Street food markets and consumer wellbeing: a study of developed urban city centres.
- Part-time PhD research student, Centre for Food Policy, City University London
- MA Learning and Development, University of Brighton
- MSc Food Policy, City University London
Harvey teaches full-time at the University of Brighton's School of Sport and Service Management in Eastbourne.
Prior to his academic post he held a range of management positions for UK based national food retailers.
Since the emergence of supermarkets as the dominant force in developed urban food supply chains there have been significant changes to the way that foods are sourced, purchased and consumed within cities. A consequence of this market concentration is that there has been a reduction in the number of independent food retail actors. This has resulted in the wider benefits of traditional food street markets being gradually eroded. In addition to aiding the supply of food to urban populations it can be argued that these retail formats also facilitate consumer wellbeing from a range of economic, social, educational and psychological perspectives. This study seeks to investigate from a customers' perspective at a range of locations, the ways in which the processes, customs and practices of retailing in food street markets can contribute to consumer wellbeing and the creation of retail related social capital.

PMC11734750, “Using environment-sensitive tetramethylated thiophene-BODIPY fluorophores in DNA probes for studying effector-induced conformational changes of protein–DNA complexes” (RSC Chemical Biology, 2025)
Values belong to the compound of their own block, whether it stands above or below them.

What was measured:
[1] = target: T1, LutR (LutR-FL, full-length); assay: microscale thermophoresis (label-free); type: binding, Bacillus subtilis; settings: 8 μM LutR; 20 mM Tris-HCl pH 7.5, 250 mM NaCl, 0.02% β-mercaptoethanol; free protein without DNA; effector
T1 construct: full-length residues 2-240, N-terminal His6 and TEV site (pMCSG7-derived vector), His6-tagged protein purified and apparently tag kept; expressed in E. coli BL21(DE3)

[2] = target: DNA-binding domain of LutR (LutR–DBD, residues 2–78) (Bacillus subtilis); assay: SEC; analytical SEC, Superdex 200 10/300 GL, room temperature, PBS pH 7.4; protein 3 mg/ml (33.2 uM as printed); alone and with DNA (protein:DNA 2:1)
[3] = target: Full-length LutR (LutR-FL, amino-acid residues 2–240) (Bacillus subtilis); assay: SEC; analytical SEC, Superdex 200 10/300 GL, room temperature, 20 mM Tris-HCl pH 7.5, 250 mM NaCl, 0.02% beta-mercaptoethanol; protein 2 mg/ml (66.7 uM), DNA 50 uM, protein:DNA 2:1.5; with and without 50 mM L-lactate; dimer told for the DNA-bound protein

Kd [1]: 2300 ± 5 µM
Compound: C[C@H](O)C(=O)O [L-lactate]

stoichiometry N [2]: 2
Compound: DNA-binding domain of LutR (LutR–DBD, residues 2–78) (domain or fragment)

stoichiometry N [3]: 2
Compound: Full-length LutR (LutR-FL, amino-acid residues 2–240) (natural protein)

Why it matters for food policy
It is anticipated that the findings of this study will seek to inform future developments and debates centred on urban food policy, access and security, town centre management policy and the related urban planning agenda. It will also offer insights in to the experiential dimensions of fresh food retailing.
Chambers L, Ells H, Yeomans, MR. Can the satiating power of a high energy beverage be improved by manipulating sensory characteristics and label information? Food Quality and Preference. 2012; In press.
Current Research Projects
BBSRC project funded through the DRINC inititiative: "Maximising satiety through manipulating expectations, sensory quality and nutrient content".
ESRC and TSB funded Knowledge Transfer Partnership (KTP) To devise and implement a retail strategy incorporating innovative retail models for the charity sector informed by mainstream retail and e-commerce best practice. Partnership number 8985
Higher Education service quality, food street markets/ Pop-Up retailing, retail SMEs, retail branding, community food projects, sustainable food supply chains and UK urban agricultural policy.